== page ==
Past Event

Monitoring Health Services among Iraqi Refugees and Internally Displaced Persons

The displacement caused by the fighting and violence in Iraq has had a serious impact on the lives of all Iraqis—those who fled and those who stayed. Iraqi refugees, internally displaced persons and non-displaced Iraqis now face a lack of access to health care in their communities—both inside and outside of Iraq. The main cause of this is the emigration of Iraqi doctors to other countries because of the conflict.

On December 15, the Brookings-Bern Project on Internal Displacement hosted a discussion with researchers from the Johns Hopkins University School of Public Health presented new field research on the state of health in Iraq. Topics discussed included the state of health among Iraqi refugees in both Jordan and Syria, as well as the impact of the Iraqi conflict on the departure of doctors from Iraqi medical institutions. Agron Ferati from the International Medical Corps provided comments. Senior Fellow Elizabeth Ferris, co-director of Brookings-Bern Project on Internal Displacement, provided introductory remarks and moderated the discussion.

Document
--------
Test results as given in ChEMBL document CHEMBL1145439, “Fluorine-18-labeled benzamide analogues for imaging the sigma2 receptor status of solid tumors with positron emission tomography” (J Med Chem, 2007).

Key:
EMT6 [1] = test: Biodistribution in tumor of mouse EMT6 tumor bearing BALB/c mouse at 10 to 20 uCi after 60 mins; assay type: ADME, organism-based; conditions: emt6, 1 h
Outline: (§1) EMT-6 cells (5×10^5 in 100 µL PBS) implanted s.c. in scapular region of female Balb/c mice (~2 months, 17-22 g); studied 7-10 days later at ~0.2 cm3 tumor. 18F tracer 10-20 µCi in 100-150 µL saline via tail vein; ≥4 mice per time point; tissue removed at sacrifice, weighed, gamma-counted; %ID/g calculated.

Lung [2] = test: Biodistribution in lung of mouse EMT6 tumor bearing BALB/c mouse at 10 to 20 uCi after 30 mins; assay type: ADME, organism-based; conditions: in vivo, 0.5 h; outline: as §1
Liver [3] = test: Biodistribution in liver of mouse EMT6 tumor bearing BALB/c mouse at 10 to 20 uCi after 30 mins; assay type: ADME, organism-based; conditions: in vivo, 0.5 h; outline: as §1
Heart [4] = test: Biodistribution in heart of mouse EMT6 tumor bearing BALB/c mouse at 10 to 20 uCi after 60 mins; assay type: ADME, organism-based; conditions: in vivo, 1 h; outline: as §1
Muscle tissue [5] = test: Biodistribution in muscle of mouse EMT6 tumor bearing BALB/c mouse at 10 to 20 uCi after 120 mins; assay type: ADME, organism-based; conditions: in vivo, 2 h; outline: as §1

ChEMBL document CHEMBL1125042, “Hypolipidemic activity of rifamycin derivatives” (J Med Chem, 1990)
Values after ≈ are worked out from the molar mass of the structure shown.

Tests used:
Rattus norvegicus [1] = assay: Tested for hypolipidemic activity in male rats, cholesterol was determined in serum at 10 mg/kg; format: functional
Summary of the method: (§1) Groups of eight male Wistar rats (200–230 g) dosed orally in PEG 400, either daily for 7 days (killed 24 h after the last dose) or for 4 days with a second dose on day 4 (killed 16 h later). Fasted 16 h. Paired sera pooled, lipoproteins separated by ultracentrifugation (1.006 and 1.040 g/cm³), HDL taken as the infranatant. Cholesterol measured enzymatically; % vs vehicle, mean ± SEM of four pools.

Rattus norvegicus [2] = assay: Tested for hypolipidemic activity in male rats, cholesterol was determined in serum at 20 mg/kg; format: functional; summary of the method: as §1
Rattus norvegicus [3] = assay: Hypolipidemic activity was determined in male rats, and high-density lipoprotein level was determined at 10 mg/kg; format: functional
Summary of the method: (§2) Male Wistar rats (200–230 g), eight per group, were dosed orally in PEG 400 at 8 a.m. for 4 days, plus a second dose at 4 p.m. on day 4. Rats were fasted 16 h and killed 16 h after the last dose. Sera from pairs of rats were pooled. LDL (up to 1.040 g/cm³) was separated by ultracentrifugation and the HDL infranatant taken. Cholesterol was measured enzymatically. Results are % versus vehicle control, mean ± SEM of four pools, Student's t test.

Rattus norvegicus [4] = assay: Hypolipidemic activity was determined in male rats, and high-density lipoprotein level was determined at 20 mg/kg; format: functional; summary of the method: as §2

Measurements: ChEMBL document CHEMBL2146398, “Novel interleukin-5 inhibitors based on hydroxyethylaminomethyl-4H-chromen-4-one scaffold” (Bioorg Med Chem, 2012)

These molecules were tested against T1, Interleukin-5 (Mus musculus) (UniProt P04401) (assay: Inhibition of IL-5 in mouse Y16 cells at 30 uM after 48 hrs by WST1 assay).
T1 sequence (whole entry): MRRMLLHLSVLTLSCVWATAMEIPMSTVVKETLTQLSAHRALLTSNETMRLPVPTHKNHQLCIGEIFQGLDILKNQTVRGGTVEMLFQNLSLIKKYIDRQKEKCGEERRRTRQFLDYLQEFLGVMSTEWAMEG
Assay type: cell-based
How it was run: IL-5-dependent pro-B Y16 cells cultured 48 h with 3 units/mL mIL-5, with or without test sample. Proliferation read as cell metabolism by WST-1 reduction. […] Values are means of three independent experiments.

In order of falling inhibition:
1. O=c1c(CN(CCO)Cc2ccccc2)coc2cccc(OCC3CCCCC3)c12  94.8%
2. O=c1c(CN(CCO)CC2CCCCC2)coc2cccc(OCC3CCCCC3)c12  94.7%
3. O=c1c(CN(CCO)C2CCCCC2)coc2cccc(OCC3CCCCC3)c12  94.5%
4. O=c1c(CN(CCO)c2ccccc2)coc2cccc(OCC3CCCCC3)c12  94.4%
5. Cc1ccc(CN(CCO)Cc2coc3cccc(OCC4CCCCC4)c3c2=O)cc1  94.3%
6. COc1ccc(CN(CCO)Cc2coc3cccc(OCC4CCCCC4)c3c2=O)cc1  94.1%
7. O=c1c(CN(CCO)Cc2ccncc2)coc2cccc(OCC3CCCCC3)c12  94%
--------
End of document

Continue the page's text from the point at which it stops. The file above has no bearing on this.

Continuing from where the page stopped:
After the presentations, panelists took audience questions.





Gilbert Burnham

Co-Director, Center for Refugee and Disaster Response, Johns Hopkins Bloomberg School of Public Health


Shannon Doocy

Co-Director, Health in Crisis MPH Concentration, Johns Hopkins Bloomberg School of Public Health



Agron Ferati

Director of Program Development, International Medical Corps

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